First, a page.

It wasn’t easy getting off the ship…Currently in Boca Raton, Florida now…

When we arrive in Belize on January 29th and get situated in our little beach house,  we’ll be very relieved.  Tom is having angst about the “tender” coming to pick us up in Belize and the maneuvering of our luggage.

Most passengers will be disembarking for an excursion, not like us with the intent of staying off the ship, not to return for the remaining two-night journey back to Florida. As a result, we’ll most likely be the only passengers loading luggage onto the tender.

The reason the Celebrity Equinox (or other cruise ships) cannot dock at the pier in Belize is its size, too big. It’s too shallow at the pier for huge ships. 

As much as I try to reassure Tom that the ship’s staff will assist us as well as the tender’s staff, hired by Celebrity to assist passengers on and off, he remains steadfast in his concern. 

Determined to allay his fear, I will prepare for this scenario with guest services aboard ship days in advance to ensure staff is on hand and ready to take over. Yes, it will cost us in tips, as it did yesterday disembarking the Celebrity Century.

Oh.  Disembarking in Fort Lauderdale yesterday was a little challenging. Yes, we know we have too many bags.  Yes, we know as time marches on we’ll end up reducing the amount of our luggage.  But if we’d only had two large bags, two carry on bags, and two computer bags, it still was challenging.  We stayed calm.

A kind older man, a porter of small stature, seeing our abundant orange luggage as we fumbled grabbing it among the piles of black bags, approached asking if we’d use his services. We looked at each other, wildly shaking our heads, “YES!”  This porter was strong as a horse immediately loading our copious bags onto his large cart. The line to go through customs was several hundred deep.

Our friend, with whom we are staying until Monday was standing by for our text with instructions as to where to pick us up.  At this point, there was no way to determine how long it would take.  The kind porter waited in line with us for the 20 or so minutes it took to get through customs.  How much to tip him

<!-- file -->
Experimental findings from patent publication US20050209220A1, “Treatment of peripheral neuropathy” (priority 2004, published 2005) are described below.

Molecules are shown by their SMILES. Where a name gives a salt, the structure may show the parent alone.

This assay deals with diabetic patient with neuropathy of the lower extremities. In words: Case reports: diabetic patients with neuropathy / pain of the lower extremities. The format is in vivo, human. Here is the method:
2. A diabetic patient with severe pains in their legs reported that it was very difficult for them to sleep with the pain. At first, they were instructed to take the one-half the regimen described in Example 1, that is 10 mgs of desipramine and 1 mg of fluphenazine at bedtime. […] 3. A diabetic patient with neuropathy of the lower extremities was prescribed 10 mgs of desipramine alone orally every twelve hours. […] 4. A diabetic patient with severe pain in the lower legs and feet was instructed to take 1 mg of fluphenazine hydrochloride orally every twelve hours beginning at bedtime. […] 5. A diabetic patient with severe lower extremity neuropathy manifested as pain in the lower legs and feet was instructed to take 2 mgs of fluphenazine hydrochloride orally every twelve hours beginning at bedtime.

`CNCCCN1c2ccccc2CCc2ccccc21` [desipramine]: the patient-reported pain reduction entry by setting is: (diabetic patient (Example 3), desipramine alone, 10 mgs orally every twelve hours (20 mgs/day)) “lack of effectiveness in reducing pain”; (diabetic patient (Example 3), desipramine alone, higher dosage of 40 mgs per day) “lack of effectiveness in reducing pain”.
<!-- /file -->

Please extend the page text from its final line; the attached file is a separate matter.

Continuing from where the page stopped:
Getting through customs was a breeze in itself. When we saw how fast the line was moving I contacted our friend who was 35 minutes away in Boca Raton giving her our exact location. We were asked if we purchased anything, which we had not, asked to show our passports, and scooted on through without opening a single bag.  That took less than two minutes.

Then, the fun began.  We were escorted to the massive parking lots with fast-moving cars and trucks were dropping off and picking up passengers and dropping off supplies for the ships, several of which surrounded us.  Traffic cops in orange vests were directing traffic, annoyed by our need to find a spot to unload our luggage and wait for our friend. 

Actually, standing in a curved lane of traffic with our bags neatly lined up next to us, the porter on his way with our $50 tip  (he’d been with us for over a half-hour), we watched every white SUV whizzing by, hoping it was our friend.  Dressed in short sleeves, I was cold.  Who knew it would be only 60 degrees when weather reports indicated high 70’s?  I should have worn a jacket or sweater.  Tom, as usual, was comfortable. My guy, so sturdy. Me, a wimp.

Twenty-five minutes later our friend arrived to see our smiling faces, anxious to get on the road. The kind porter suddenly reappeared to assist once again. Apparently, the $50 tip had been adequate and we were pleased to let him help Tom.

Forty minutes later, we unloaded the bags, leaving most of the bags in her garage, bringing in only our two duffel bags filled with dirty clothes, our laptop bags, my handbag, and a doctor bag of toiletries.  Surely, this would suffice for the weekend with us leaving to sail away again on Monday, January 21st on the Celebrity Expedition for our trip to Belize.

Walking into our friend’s gorgeous Boca Raton home was comforting, our accommodations ideal.  Unpacking our six loads of dirty clothes from 15 days aboard the Celebrity Century, the washer is still going non-stop today.  Paying special attention to drying cycles, hoping to avoid wrinkles has kept me running back and forth.

It’s raining today. We’d hoped to sit by her inviting pool, soaking up our 45 minutes of sun, swimming in the pool, relaxing. Instead, we’ll busy ourselves indoors today, calling family, completing the laundry, and helping to cook a big meal for more company coming tonight.  We’re good.  We’re content.

We’re living our new life